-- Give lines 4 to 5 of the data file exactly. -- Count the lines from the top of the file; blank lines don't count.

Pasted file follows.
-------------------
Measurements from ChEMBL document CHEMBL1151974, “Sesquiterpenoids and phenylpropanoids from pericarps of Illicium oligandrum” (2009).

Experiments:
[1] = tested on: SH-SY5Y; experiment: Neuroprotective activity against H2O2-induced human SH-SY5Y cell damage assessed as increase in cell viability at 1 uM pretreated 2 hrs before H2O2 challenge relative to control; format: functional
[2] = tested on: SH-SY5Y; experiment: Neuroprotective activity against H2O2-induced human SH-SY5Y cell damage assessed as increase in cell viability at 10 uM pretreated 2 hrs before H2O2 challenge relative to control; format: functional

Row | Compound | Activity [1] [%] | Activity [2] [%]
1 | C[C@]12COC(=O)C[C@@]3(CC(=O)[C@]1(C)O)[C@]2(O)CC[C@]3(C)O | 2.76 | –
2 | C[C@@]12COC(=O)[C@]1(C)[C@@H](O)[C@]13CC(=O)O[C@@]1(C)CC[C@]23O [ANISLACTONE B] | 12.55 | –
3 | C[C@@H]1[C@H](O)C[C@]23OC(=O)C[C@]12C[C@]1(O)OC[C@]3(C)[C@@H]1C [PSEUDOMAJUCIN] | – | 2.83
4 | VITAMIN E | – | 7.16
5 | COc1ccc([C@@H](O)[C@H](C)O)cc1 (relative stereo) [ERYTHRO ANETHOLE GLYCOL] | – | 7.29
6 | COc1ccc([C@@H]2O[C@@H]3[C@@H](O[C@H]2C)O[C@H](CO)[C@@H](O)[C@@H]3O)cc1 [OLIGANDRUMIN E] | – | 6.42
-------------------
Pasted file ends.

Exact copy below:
[2] = tested on: SH-SY5Y; experiment: Neuroprotective activity against H2O2-induced human SH-SY5Y cell damage assessed as increase in cell viability at 10 uM pretreated 2 hrs before H2O2 challenge relative to control; format: functional

Row | Compound | Activity [1] [%] | Activity [2] [%]